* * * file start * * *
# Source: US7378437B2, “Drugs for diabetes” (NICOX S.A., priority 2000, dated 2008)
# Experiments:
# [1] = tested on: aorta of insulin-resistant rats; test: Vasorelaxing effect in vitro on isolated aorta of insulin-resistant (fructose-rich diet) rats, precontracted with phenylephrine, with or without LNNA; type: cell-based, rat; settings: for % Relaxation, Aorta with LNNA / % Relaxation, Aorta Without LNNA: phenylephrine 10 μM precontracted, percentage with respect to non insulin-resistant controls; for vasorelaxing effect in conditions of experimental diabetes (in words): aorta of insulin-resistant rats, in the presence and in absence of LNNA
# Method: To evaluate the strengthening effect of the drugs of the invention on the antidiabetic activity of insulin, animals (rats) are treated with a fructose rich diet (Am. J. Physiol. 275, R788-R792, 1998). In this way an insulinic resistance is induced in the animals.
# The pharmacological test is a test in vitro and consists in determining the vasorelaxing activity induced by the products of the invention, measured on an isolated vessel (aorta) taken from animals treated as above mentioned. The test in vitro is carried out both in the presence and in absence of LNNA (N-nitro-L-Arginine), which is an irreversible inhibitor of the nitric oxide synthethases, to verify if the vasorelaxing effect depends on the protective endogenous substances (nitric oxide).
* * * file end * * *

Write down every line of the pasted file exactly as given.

# Source: US7378437B2, “Drugs for diabetes” (NICOX S.A., priority 2000, dated 2008)
# Experiments:
# [1] = tested on: aorta of insulin-resistant rats; test: Vasorelaxing effect in vitro on isolated aorta of insulin-resistant (fructose-rich diet) rats, precontracted with phenylephrine, with or without LNNA; type: cell-based, rat; settings: for % Relaxation, Aorta with LNNA / % Relaxation, Aorta Without LNNA: phenylephrine 10 μM precontracted, percentage with respect to non insulin-resistant controls; for vasorelaxing effect in conditions of experimental diabetes (in words): aorta of insulin-resistant rats, in the presence and in absence of LNNA
# Method: To evaluate the strengthening effect of the drugs of the invention on the antidiabetic activity of insulin, animals (rats) are treated with a fructose rich diet (Am. J. Physiol. 275, R788-R792, 1998). In this way an insulinic resistance is induced in the animals.
# The pharmacological test is a test in vitro and consists in determining the vasorelaxing activity induced by the products of the invention, measured on an isolated vessel (aorta) taken from animals treated as above mentioned. The test in vitro is carried out both in the presence and in absence of LNNA (N-nitro-L-Arginine), which is an irreversible inhibitor of the nitric oxide synthethases, to verify if the vasorelaxing effect depends on the protective endogenous substances (nitric oxide).